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Penn Medicine’s Penn Integrated Care program helps patients seeking mental health care receive intake, triage, and referral services. 

Credit: Max Mester

A new study by the Perelman School of Medicine found that its collaborative care model improves treatment for patients with mental health conditions.

Penn Medicine's Penn Integrated Care is a collaborative care program that helps patients seeking mental health care receive intake, triage, and referral services. Last week, a study published in the Annals of Family Medicine concluded that the integrated health care model has been successful in meeting the needs of patients with a wide range of mental health conditions.

Assistant professor of psychiatry and study author Courtney Benjamin Wolk told Penn Medicine News that collaborative care, the integration of mental health professionals into primary care, has been proven to connect physical and mental health, which is an important aspect of modern healthcare.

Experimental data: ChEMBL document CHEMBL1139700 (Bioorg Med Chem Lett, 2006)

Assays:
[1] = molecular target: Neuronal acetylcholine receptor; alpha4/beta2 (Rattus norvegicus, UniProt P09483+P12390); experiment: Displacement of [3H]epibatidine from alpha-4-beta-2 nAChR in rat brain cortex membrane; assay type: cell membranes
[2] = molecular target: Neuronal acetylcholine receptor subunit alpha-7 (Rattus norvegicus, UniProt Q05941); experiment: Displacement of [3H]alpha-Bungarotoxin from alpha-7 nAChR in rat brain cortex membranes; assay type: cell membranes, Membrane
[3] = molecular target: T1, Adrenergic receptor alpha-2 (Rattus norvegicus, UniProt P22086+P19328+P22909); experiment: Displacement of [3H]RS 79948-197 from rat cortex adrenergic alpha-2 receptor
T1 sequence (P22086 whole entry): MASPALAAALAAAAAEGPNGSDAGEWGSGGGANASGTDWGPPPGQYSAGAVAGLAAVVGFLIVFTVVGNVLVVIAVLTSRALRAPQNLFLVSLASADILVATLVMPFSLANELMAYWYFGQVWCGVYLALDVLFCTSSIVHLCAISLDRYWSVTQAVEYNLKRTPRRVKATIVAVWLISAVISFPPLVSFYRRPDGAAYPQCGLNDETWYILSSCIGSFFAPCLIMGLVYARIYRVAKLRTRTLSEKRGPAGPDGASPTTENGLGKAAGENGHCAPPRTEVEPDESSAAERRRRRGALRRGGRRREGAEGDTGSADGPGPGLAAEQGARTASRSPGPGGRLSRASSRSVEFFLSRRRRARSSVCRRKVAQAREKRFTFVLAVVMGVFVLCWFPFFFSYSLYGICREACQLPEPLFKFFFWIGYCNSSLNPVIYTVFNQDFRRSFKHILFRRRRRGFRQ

“Without a formalized process for following up with patients and providing supportive guidance, individuals in need of mental health care may fall through the cracks or receive suboptimal care,” Wolk told Penn Medicine News.

Unlike collaborative care models that only refer patients with mild to moderate mental health conditions for further evaluation, PIC encourages primary care providers to refer any patient with mental health symptoms, Penn Medicine News reported.

Wolk and fellow researchers evaluated PIC’s success through a variety of data, including feedback from health system leaders, primary care practitioners, mental health personnel, and patients. The surveyed groups viewed the initiative favorably.

In the first 12 months after PIC’s establishment, 6,124 patients who reported symptoms ranging from mild depression and anxiety to psychosis to suicidal ideation had been referred through the program, Penn Medicine News reported. 33% of these individuals with depression and almost 40% with anxiety saw an improvement in their symptoms.

All eight of the healthcare practices that had implemented the program in 2018 are still using it, and three more institutions have adopted the initiative since then. Ten to 15 more are expected to join the system over the next year, Penn Medicine News reported.